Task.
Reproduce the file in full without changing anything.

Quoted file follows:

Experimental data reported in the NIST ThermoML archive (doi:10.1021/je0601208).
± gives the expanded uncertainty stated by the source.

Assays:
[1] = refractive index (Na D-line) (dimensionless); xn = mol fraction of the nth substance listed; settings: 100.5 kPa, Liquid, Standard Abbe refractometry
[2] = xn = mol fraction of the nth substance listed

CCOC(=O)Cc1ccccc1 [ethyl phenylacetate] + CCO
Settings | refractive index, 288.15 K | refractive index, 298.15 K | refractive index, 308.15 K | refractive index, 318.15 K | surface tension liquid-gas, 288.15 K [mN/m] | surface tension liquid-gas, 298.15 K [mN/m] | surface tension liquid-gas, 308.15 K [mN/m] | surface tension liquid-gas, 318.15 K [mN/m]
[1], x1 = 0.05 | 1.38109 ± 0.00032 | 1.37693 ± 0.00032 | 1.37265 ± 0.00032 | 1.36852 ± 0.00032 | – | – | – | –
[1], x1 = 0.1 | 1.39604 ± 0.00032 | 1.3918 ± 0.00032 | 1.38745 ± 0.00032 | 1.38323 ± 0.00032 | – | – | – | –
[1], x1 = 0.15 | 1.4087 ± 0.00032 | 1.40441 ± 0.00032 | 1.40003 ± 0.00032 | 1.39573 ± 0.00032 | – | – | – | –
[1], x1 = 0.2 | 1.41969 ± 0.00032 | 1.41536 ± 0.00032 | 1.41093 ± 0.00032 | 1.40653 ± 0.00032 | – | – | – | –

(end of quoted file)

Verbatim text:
Experimental data reported in the NIST ThermoML archive (doi:10.1021/je0601208).
± gives the expanded uncertainty stated by the source.

Assays:
[1] = refractive index (Na D-line) (dimensionless); xn = mol fraction of the nth substance listed; settings: 100.5 kPa, Liquid, Standard Abbe refractometry
[2] = xn = mol fraction of the nth substance listed

CCOC(=O)Cc1ccccc1 [ethyl phenylacetate] + CCO
Settings | refractive index, 288.15 K | refractive index, 298.15 K | refractive index, 308.15 K | refractive index, 318.15 K | surface tension liquid-gas, 288.15 K [mN/m] | surface tension liquid-gas, 298.15 K [mN/m] | surface tension liquid-gas, 308.15 K [mN/m] | surface tension liquid-gas, 318.15 K [mN/m]
[1], x1 = 0.05 | 1.38109 ± 0.00032 | 1.37693 ± 0.00032 | 1.37265 ± 0.00032 | 1.36852 ± 0.00032 | – | – | – | –
[1], x1 = 0.1 | 1.39604 ± 0.00032 | 1.3918 ± 0.00032 | 1.38745 ± 0.00032 | 1.38323 ± 0.00032 | – | – | – | –
[1], x1 = 0.15 | 1.4087 ± 0.00032 | 1.40441 ± 0.00032 | 1.40003 ± 0.00032 | 1.39573 ± 0.00032 | – | – | – | –
[1], x1 = 0.2 | 1.41969 ± 0.00032 | 1.41536 ± 0.00032 | 1.41093 ± 0.00032 | 1.40653 ± 0.00032 | – | – | – | –